We are living through the sixth crisis of the extinction of living species in the history of our planet, with the rate of extinction being accelerated by 100 times or more. Scien-tists are warning of a looming biodiversity extinction crisis, one that will rival or ex-ceed the five historic mass extinctions that occurred millions of years ago. Unlike these past extinctions, which were variously the

    result of catastrophic climate change, extra-terrestrial collisions, atmospheric poison-ing, and hyperactive volcanism, the current extinction event is one of our own making, fuelled mainly by habitat destruction (and in particular land scale conversion of habi-tat to agricultural lands includ ing mono-cropping and extractive over-exploitation of certain species. Looking solely at species loss resulting from tropical deforestation, some researchers have forecast extinction rates as high as 75 per cent.

    Faced with this bleak future, it cannot be business as usual. Indigenous and local communities come to us with their tradi-tional knowledge and urge humanity to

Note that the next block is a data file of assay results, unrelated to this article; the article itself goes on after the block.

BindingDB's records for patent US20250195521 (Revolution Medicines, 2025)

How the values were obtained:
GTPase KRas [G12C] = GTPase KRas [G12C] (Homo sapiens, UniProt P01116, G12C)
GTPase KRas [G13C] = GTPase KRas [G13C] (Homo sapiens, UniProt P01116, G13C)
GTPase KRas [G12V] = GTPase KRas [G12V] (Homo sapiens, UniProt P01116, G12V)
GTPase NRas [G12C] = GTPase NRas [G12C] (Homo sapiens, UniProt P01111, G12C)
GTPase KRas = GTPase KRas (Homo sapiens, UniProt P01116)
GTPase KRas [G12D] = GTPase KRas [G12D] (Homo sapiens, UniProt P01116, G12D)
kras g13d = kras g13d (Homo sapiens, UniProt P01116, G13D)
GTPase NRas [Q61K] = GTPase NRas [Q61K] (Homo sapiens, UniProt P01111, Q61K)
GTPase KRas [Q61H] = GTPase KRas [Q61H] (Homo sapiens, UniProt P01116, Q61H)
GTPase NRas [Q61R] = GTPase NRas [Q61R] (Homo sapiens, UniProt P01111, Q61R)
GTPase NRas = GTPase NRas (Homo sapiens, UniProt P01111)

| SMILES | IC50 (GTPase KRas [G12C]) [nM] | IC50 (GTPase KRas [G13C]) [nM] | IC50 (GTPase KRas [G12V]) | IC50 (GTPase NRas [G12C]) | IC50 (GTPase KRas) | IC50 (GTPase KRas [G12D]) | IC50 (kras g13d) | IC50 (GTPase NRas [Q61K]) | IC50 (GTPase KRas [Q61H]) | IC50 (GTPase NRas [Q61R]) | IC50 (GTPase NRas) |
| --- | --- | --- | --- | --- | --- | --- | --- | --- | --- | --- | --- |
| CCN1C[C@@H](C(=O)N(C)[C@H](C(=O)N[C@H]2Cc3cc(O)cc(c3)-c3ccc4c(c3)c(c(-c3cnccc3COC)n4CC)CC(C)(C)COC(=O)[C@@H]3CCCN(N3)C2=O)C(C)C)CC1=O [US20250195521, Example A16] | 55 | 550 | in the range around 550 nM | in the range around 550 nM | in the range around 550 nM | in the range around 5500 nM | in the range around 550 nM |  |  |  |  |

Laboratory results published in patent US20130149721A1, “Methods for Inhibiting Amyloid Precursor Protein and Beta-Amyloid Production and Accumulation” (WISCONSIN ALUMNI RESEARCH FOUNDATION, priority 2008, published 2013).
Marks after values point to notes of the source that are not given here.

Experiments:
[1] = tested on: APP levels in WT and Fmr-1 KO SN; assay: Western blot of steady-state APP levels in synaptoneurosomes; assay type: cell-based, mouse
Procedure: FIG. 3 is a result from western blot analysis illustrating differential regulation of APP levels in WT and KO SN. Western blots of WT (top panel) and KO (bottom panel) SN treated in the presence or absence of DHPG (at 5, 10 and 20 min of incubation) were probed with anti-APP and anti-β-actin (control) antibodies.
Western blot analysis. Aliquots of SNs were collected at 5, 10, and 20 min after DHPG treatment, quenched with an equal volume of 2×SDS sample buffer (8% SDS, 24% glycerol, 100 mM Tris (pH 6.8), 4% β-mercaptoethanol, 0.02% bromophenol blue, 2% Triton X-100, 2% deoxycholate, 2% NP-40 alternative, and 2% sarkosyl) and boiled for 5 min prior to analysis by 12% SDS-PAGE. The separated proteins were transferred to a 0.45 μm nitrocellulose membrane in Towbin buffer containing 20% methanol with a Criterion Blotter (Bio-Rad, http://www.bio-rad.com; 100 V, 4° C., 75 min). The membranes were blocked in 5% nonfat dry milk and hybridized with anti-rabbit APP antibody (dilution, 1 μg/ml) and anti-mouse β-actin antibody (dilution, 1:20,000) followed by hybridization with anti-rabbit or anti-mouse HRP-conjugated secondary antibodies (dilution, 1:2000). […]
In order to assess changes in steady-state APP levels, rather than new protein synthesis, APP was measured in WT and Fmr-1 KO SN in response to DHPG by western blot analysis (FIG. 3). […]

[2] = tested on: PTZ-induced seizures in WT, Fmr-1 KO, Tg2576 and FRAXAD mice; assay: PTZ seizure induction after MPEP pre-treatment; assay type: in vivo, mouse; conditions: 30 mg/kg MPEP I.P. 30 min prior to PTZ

Biodiversity: An Integral Part of Our Response to Climate Change Editorial by Ahmed Djoghlaf ................................................Page 1 International Regime on Access and Benefit-Sharing - Thoughts and Reflections from the Grassroots by G. Chibememe..................................................................... Page 2

    An Indigenous Knowledge Forum on Climate Change Impacts by Douglas Nakashima........................................................... Page 4

    Facing the Future: Acting to Minimize the Consequences of Global Climate Change by Edna Maria Costa e Silva.................................................. Page 6

    Indigenous Peoples and Development Challenges by Yolanda Tern Maigua....................................................... Page 7 New Information and Web Based Technologies Arctic Workshop in Quebec, Canada by Oliver Hillel & Chantal Robichaud................................. Page 8

    Indigenous Peoples, Biodiversity and Climate Change. by Viviana Figueroa.................................................................. Page 9

    The Mohawk by John Scott.............................................................................. Page 11 Climate Change and Biodiversity in Polar Regionsby Ahmed Djoghlaf.................................................................. Page 12